Well, I saw the inevitable. I was about to become a heathen. A "them." An unsaved, hell-going, apostate, infidel non-Christian. I was curious what was to unfold next.
As a Christian we had spent long hours discussing heathens. Since we were to be in the world, but not a part of it, it was extremely important to understand the distinction. We talked about heathens in movies, heathens on Television, heathens in music, here-a-heathen, there-a-heathen, everywhere-a-heathen. We heard testimonies of former heathens. Gossiped of back sliding Christians becoming heathens.
Oh, we knew heathens all right. And I was about to transform into one. I did what any self-respecting heathen-in-the-making would do.
I bought a gun.
See, we were certain that God established an absolute morality. Why, without a God, what was to keep a person from robbing a bank? Nothing, of course! How many times had we craftily caught the heathen by demonstrating that there was nothing to prevent them from doing what they want whenever they want, and the oft-used example was that nothing would keep them from armed robbery.
I reasoned that I would be assured the instant I had graduated to a full-blown heathen, when I woke up and had the desire to do a little “extra” withdrawal from the bank, and my complete lack of morality would dive in to the escapade. And I needed to be ready. Thus the gun.
True, it was with a mixture of reluctance (I did not look forward to my prison boyfriend, “Monster”) and some trepidation (one doesn’t go on a five-state robbery spree without a little anxiety!) But…when my morality slipped away, I thought those feelings would pass.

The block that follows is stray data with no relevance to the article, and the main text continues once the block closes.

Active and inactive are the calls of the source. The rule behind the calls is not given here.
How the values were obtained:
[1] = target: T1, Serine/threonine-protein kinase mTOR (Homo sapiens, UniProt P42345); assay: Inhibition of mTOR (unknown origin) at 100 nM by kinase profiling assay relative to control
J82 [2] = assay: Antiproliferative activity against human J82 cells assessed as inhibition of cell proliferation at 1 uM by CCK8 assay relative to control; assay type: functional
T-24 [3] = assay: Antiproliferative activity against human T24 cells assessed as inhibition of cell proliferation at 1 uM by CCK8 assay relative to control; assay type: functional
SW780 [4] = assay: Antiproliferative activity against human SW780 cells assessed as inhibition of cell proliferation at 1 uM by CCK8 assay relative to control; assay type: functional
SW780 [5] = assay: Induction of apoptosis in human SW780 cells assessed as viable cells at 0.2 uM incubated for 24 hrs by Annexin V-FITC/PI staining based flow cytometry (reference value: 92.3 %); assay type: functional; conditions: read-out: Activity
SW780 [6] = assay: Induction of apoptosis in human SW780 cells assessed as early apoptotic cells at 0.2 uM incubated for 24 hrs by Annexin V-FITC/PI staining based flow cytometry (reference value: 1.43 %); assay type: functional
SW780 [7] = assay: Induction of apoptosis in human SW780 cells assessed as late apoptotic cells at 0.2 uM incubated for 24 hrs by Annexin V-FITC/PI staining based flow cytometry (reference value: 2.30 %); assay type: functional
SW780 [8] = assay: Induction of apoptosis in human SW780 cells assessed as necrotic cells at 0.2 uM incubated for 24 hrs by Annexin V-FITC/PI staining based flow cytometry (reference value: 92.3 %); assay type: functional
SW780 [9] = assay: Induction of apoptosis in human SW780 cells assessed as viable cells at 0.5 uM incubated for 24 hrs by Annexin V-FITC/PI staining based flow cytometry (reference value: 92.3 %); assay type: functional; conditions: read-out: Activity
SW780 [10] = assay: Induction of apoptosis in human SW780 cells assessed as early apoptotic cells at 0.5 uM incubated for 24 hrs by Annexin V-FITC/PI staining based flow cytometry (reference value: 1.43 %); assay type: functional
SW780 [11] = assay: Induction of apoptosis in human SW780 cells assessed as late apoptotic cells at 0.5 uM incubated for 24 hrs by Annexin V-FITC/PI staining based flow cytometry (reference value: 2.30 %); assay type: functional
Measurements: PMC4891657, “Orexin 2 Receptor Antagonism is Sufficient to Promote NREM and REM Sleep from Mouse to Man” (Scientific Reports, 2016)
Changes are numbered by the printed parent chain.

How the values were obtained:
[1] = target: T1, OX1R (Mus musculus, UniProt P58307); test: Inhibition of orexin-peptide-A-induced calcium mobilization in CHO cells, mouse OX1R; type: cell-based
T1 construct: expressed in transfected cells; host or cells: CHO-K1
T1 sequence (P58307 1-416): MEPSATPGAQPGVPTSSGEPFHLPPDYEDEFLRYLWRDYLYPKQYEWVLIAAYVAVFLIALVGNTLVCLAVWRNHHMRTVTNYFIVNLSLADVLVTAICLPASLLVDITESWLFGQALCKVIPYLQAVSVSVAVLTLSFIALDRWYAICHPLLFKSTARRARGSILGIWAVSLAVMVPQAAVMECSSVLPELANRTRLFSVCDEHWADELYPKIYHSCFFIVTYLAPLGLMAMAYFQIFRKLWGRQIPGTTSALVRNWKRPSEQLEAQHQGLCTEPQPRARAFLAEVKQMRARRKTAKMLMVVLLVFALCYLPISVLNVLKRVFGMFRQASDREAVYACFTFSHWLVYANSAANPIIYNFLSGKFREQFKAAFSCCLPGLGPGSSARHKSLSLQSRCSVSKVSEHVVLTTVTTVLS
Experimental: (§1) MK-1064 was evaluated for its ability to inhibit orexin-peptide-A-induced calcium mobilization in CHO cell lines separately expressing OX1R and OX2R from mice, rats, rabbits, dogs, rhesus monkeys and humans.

But then day after day, I woke up and no robbery compulsion overcame me. I was pretty certain there was no God. Yet I still had this frustrating morality clinging to me. What was I doing wrong?
Maybe I needed to start off small. Perhaps one works into this heathen thing. I stopped at a convenience store with the intent to swipe some cigarettes. (I don’t smoke, so I figured this was a “two-fer.”) And as I looked and looked at that pack…nothing. No desire at all. In fact, every time I thought about taking them, all that morality actually made we want to do the exact opposite—NOT steal them. Damn!
Dejected, I left the store with no crime committed. Not heathen enough yet, I guessed.
I tried mugging a lady. Ended up helping her. Went to punch a kid. Played with him instead. In fact, the more I tried to engage into this moral-less existence, the worse I was at it. Finally, I gave up and just lived my life.
It’s been more than two years. Oh, I keep my gun cleaned and well-oiled in the off chance that my full heathenness kicks in, but it seems less and less likely each day.
Well, I was also told I would be miserable. We heard of all these grumpy atheists who barely enjoyed life without Jesus. Some of the most fascinating testimonies were of the Pimp Lords who had drugs, cash, cars and women galore, yet assured us that they were miserable in this life because they did not have Jesus.
My Christianity was an integral part of me. Losing it was similar to the grieving process. Now this was more like it! I really WAS miserable. My family abandoned me. My friends left. My wife was seriously considering divorce.